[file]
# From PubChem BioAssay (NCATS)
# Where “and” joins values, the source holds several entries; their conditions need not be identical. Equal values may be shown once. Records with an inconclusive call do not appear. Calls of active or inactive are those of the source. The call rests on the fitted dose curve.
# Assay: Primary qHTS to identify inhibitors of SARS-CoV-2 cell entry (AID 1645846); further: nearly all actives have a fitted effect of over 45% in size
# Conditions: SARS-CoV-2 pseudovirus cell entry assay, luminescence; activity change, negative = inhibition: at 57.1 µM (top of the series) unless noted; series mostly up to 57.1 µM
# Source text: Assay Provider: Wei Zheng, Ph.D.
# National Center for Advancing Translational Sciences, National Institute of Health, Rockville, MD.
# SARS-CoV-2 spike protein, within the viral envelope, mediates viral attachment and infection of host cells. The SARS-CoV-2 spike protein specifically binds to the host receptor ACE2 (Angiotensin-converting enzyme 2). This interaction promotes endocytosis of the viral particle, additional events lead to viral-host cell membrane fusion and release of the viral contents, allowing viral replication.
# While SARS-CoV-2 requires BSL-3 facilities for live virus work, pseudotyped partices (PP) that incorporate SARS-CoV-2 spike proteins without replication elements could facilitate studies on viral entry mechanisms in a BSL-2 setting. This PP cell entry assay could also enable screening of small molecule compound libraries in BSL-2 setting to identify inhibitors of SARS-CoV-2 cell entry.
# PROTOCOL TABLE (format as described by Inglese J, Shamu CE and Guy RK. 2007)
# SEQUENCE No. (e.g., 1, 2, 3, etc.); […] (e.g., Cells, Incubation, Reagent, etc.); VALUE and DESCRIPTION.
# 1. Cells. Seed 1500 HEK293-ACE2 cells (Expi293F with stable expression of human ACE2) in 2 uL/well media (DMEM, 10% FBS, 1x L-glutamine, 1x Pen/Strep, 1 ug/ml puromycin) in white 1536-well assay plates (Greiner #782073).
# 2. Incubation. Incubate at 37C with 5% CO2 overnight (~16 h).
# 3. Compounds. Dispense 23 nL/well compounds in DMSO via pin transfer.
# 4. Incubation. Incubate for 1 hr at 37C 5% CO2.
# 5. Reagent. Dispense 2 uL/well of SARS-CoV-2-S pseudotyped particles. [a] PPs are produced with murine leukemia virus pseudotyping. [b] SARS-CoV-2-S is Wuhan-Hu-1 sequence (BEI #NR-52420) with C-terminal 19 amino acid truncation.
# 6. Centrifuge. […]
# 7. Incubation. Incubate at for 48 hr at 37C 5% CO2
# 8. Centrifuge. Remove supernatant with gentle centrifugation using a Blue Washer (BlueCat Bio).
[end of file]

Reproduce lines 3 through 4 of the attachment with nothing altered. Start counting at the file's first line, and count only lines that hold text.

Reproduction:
# Assay: Primary qHTS to identify inhibitors of SARS-CoV-2 cell entry (AID 1645846); further: nearly all actives have a fitted effect of over 45% in size
# Conditions: SARS-CoV-2 pseudovirus cell entry assay, luminescence; activity change, negative = inhibition: at 57.1 µM (top of the series) unless noted; series mostly up to 57.1 µM